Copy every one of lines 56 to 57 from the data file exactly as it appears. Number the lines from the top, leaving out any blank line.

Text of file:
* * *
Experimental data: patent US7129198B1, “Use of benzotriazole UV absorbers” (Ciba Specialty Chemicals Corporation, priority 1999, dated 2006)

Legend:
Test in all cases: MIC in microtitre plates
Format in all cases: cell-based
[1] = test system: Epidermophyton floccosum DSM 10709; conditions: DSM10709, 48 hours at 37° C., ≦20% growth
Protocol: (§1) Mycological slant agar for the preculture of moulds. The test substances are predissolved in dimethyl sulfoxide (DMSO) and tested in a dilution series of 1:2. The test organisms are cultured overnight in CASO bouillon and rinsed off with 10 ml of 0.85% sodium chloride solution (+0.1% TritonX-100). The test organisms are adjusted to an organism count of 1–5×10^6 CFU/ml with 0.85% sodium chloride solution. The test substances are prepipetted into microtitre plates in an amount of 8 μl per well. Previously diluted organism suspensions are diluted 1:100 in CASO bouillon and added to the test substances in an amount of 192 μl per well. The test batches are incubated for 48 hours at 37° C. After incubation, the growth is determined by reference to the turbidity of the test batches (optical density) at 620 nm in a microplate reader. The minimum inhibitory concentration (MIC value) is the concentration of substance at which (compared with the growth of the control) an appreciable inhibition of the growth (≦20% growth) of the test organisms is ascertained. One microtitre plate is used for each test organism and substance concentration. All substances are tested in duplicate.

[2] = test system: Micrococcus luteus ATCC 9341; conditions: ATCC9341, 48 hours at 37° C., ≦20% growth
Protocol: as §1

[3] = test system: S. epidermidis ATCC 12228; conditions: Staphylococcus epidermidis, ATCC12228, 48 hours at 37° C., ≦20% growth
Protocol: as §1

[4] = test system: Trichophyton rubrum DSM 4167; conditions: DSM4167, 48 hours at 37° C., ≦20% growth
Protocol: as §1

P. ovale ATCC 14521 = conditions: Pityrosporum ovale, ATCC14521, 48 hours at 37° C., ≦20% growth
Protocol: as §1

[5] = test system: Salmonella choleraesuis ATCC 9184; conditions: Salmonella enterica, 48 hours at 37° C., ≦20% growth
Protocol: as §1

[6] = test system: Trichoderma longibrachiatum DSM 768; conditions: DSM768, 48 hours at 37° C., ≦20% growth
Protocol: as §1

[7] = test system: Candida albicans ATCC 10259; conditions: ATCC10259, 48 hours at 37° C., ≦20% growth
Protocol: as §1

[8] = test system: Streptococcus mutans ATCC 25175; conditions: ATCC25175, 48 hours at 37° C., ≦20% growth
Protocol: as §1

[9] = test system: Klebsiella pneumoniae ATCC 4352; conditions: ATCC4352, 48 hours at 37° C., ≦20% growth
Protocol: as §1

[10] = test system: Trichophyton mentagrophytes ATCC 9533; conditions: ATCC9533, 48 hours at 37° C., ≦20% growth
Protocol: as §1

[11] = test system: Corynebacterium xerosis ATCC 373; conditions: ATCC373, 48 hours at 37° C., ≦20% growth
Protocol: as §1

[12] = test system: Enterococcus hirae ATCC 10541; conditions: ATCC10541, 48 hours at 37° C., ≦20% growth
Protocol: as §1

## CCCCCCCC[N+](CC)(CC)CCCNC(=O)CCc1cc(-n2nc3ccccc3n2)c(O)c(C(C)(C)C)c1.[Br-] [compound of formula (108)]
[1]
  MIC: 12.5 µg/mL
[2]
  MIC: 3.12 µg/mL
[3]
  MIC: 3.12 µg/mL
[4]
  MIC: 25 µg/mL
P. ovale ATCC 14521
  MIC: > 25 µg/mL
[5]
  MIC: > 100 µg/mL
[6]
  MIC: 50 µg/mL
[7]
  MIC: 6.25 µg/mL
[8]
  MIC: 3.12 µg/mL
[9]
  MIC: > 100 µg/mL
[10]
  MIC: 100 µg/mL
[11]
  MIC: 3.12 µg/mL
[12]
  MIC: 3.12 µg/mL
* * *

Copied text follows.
[12]
  MIC: 3.12 µg/mL